Years ago being a director of a public company was a much simpler proposition. Directors were invited to join the board by the chairman, usually a friend or close acquaintance in the same hometown. Boards were small, board members knew each other very well, were friends, were like-minded, and were parochial. Boards served largely to act as advisors to their friends and colleagues who managed the business. This system worked reasonably well for much of the 19th and 20th centuries. So what changed?
Well, business changed. After decades of mergers and acquisitions, business became larger–national and multi-national. Companies became more complex with a greater variety of businesses and models that were difficult to understand. Rules and regulations exploded. Shareholders expanded from a small number in the community to strangers, foreigners, pension funds, and professional risk takers. And financial and operating risk increased. All of this required a different type of director.
Today’s boards of public companies in some ways resemble those of old, with a relatively small group of people voted upon by shareholders. But directors now are recruited mostly by search firms, often are strangers to each other, and are more diverse in experience, gender, race, and geographic origination. They no longer are friends and colleagues of management. This has led to a different kind of board, with best practices drawn from guidelines written by government, shareholder groups, business groups, etc. The system has changed rapidly over the past ten years to adapt to the changing environment as well as the various business crises that erupted.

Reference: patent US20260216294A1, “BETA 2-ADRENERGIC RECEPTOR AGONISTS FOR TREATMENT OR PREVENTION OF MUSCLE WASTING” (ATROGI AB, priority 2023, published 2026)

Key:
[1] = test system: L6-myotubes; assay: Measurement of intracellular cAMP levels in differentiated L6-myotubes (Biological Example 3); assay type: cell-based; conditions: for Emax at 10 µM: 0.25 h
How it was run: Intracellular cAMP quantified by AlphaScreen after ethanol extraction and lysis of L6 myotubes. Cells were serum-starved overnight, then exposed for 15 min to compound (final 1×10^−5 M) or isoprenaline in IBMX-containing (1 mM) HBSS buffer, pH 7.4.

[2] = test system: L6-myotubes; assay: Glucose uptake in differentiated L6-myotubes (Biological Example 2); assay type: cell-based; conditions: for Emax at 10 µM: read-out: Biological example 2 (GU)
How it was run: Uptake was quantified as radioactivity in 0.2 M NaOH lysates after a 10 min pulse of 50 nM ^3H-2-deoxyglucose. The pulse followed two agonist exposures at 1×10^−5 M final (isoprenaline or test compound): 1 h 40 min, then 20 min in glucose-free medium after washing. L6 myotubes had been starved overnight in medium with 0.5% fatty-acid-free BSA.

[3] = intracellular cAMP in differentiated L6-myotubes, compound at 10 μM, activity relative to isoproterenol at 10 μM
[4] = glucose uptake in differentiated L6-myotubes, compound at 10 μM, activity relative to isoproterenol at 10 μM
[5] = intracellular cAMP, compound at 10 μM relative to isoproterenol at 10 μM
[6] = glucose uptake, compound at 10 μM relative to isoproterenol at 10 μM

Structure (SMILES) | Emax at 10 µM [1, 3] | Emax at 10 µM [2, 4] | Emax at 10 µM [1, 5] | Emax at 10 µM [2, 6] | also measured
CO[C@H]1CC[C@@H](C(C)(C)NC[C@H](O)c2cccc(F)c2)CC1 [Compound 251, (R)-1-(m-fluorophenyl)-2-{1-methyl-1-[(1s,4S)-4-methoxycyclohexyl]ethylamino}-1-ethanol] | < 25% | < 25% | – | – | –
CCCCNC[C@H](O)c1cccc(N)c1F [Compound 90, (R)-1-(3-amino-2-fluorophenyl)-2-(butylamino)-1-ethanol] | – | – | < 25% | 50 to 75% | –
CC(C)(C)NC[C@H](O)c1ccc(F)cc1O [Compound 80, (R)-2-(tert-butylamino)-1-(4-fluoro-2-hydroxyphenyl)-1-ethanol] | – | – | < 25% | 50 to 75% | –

To overstate it: boards have evolved from a business advisory model to a risk/compliance model. The intent is to avoid more business failures and breakdowns in compliance that created dramatic business failures and shareholder loss. This evolution obviously was necessary. The positives are evident as nobody likes to see a company’s constituencies harmed. But we also need to be mindful of the cons. We directors need to ensure that the risk/compliance activities don’t distance us from management. We can’t switch totally to a risk/compliance group and simply outsource our advisory role to external consultants. We need to be sure we continue to provide the advice and counsel to the companies that boards have traditionally provided. We need to have a trusting, collegial, relationship with management.
Yes, we the directors need to augment our roles to adapt to the current environment and needs of the modern corporation. But we need also to remember our traditional roles, and be a safe place for managements to turn for advice and counsel. It is in this balance is where our highest and best contribution lies.
— Steve Odland